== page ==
What is more significant is that the RBI has revised up its inflation forecast for the coming year by half a  percentage point, and in a post-meeting statement said rate cuts at this stage would do little to boost flagging growth. That, to many analysts, is a signal the bank will provide little monetary accommodation in coming months. and may force  markets to pedal back on their expectation of 100 basis points of rate cuts in the next 12 months.  Anubhuti Sahay at Standard Chartered in Mumbai says:

Emerging debt default rates on the rise

Times are tough and unsurprisingly, default rates among emerging market companies are rising.

David Spegel, ING Bank’s head of emerging debt, has a note out, calculating that there have been $8.271 billion worth of defaults by 19 emerging market issuers so far this year — nearly double the total $4.28 billion witnessed during the whole of 2011.

And there is more to come — 208 bonds worth $75.7 billion are currently trading at yield levels classed as distressed (above 1000 basis points), Spegel says, while another 120 bonds worth $45 billion are at “stressed” levels (yields between 700 and 999 bps).   Over half of the “distressed” bonds are in Latin America (see graphic below).  His list suggests there could be $2.4 billion worth of additional defaults in 2012 which would bring the 2012 total to $10.7 billion. Spegel adds however that defaults would drop next year to $6.8 billion.

Doves to rule the roost in emerging markets

Interest rate meetings are coming up this week in Turkey,  South Africa and Mexico.  Most analysts expect no change to interest rates in any of the three countries.  But chances are, the worsening global growth picture will force policymakers to soften their tone from previous months; indeed forwards markets are actually pricing an 18-20 basis-point interest rate cut in South Africa.

Doves in South Africa will have been encouraged by today’s lower-than-expected inflation print, coming soon after data showing a growth deceleration in the second quarter of the year. Investors have flooded the bond markets, betting on rate cuts in coming months. In Turkey and Mexico, no policy change is priced but a few reckon the former, reliant on a policy of day-to-day tinkering with liquidity, may narrow the interest rate corridor in a nod to slowing growth.

For now, all three banks could be constrained from cutting rates by fear of currency volatility and the potential knock-on effect on inflation. Of South Africa, analysts at TD Securities write:

10%-plus returns: only on emerging market debt

It’s turning out to be a great year for emerging debt. Returns on sovereign dollar bonds have topped 10 percent already this year on the benchmark EMBI Global index, compiled by JP Morgan.  That’s better than any other fixed income or equity category, whether in emerging or developed markets. Total 2012 returns could be as much as 12 percent, JPM reckons.

Debt denominated in emerging currencies has done less well . Still, the main index for local debt, JPM’s GBI-EM index, has  racked up a very respectable 7.6 percent return year-to-date in dollar terms, rebounding from a fall to near zero at the start of June.  Take a look at the following graphic which shows EMBIG returns on top:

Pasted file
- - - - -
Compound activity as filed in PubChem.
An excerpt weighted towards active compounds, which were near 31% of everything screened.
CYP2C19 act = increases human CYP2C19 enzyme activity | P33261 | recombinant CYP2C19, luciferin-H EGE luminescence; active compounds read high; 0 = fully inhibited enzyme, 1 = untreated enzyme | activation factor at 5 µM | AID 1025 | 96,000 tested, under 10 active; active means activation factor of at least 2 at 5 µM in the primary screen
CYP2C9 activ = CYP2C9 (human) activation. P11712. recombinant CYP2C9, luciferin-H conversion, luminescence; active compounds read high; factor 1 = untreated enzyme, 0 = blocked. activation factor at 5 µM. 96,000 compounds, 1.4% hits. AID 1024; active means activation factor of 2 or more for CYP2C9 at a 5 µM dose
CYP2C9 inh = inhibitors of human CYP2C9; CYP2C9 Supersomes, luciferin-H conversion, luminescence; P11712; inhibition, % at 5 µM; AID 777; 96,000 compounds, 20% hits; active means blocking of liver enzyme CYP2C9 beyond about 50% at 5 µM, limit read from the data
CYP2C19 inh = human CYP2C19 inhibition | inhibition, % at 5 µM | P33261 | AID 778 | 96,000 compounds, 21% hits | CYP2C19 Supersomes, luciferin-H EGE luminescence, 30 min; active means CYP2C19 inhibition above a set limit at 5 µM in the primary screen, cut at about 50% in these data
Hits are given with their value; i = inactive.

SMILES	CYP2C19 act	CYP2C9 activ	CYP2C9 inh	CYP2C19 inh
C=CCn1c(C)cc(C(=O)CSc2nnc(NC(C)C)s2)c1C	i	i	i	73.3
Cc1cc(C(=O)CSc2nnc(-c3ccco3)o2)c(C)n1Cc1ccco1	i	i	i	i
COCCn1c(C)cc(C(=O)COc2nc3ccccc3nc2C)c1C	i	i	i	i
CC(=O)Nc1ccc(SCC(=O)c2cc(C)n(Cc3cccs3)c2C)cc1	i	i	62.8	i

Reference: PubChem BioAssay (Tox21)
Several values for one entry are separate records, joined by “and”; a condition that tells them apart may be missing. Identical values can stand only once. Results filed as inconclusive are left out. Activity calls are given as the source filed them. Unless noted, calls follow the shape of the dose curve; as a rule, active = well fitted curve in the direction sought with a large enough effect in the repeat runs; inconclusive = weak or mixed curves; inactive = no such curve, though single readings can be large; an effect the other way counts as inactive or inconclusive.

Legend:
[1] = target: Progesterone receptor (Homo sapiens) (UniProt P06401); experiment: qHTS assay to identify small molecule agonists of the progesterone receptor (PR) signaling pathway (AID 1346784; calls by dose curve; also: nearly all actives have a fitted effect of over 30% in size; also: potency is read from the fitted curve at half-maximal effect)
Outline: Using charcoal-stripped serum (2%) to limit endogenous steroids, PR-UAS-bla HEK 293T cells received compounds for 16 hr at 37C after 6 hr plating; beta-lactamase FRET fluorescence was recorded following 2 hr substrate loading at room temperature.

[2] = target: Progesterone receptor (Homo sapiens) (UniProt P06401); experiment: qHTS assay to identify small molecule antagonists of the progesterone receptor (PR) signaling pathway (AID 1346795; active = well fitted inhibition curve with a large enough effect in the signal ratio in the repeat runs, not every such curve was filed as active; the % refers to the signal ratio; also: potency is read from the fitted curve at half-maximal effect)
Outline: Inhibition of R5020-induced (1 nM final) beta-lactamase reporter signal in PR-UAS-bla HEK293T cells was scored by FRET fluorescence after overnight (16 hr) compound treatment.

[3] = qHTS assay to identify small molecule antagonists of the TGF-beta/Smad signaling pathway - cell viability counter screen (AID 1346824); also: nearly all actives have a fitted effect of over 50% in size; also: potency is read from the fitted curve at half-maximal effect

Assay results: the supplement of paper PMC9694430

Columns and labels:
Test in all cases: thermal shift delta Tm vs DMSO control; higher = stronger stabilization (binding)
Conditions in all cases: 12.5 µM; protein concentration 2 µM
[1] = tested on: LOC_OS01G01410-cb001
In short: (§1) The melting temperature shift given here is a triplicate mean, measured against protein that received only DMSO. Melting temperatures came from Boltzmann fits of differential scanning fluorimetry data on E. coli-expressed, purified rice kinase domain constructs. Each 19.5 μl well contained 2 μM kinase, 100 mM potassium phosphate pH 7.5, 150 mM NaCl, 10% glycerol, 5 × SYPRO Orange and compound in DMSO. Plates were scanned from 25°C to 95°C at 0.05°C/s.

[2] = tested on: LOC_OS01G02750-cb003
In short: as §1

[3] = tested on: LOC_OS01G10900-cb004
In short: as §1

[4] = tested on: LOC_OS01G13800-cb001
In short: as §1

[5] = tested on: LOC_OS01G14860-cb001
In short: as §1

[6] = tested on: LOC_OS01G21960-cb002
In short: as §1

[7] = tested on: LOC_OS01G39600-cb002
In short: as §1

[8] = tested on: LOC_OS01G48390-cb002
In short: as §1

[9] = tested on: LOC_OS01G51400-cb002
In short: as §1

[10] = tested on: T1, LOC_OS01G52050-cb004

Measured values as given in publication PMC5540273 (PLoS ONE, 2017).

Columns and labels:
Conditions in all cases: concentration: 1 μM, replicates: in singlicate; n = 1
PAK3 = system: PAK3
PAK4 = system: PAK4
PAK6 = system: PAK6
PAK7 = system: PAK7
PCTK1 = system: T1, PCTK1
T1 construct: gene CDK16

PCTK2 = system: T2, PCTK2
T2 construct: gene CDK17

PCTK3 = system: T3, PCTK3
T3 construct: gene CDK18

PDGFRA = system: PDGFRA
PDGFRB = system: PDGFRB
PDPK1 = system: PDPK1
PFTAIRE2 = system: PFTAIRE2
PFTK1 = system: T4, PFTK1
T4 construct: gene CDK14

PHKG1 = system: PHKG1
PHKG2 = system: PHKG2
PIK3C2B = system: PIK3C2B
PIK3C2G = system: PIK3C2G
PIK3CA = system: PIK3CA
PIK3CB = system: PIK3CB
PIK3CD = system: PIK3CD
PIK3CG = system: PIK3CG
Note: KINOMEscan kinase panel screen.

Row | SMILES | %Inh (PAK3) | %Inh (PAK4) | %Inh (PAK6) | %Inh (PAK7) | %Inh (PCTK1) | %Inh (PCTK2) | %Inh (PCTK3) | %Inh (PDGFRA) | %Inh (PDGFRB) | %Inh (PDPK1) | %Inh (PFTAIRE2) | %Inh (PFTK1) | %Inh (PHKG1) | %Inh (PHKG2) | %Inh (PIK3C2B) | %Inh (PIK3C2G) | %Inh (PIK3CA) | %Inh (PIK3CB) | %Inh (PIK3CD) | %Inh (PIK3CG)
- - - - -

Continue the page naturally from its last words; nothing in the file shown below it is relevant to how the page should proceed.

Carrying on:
Fund flows to emerging fixed income have been robust. EPFR Global says the sector took in  $16.2 billion year to date.  JPM, which tracks a broader investor set including Japanese investment trusts, estimates the total at $43 billion, not far off its forecast of $50-60 billion for the whole of 2012.

More EM central banks join the easing crew

Taiwan and Philippines have joined the easing crew. Taiwan cut interbank lending rates for the first time in 33 months on Friday while Philippines lowered the rate it pays banks on short-term special deposits. Hardly surprising. Given South Koreas’s shock rate cut on Thursday, its first in over three years, and China’s two rate cuts in quick succession, the spread of monetary easing across Asia looks inevitable. Markets are now betting the Reserve Bank of India will also cut rates in July.

And not just in Asia. Brazil last week cut rates for the eighth straight time  and Russia’s central bank, while holding rates steady,  amended its language to signal it was amenable to changing its policy stance if required.

Worries about a growth collapse are clearly gathering pace. So how much room do central banks have to cut rates? Compared with Europe or the United States, certainly a lot.  And with the exception of Indonesia and Philippines, interest rates in most countries are well above 2009 crisis lows.  But Deutsche Bank analysts, who applied a variation of the Taylor rule (a monetary policy parameter stipulating how much nominal interest rates can be changed relative to inflation or output), conclude that in Asia, only Vietnam and Thailand have much room to cut rates. Malaysia and China have less scope to do so and the others not at all (Their model did not work well for India).

Korea shocks with rate cut but will it work?

Emerging market investors may have got used to policy surprises from Turkey’s central bank but they don’t expect them from South Korea. Such are the times, however, that the normally staid Bank of Korea shocked investors this morning with an interest rate cut,  the first in three years.  Most analysts had expected it to stay on hold. But with the global economic outlook showing no sign of lightening, the BoK probably felt the need to try and stimulate sluggish domestic demand. (To read coverage of today’s rate cut see here).

So how much impact is the cut going to have?  I wrote yesterday about Brazil, where eight successive rate cuts have borne little fruit in terms of stimulating economic recovery. Korea’s outcome could be similar but the reasons are different. The rate cut should help Korea’s indebted household sector. But for an economy heavily reliant on exports,  lower interest rates are no panacea,  more a reassurance that, as other central banks from China to the ECB to Brazil  ease policy, the BoK is not sitting on its hands.

Nomura economist Young-Sun Kwon says:

We do not think that rate cuts will be enough to reverse the downturn in the Korean economy which is largely dependent on exports.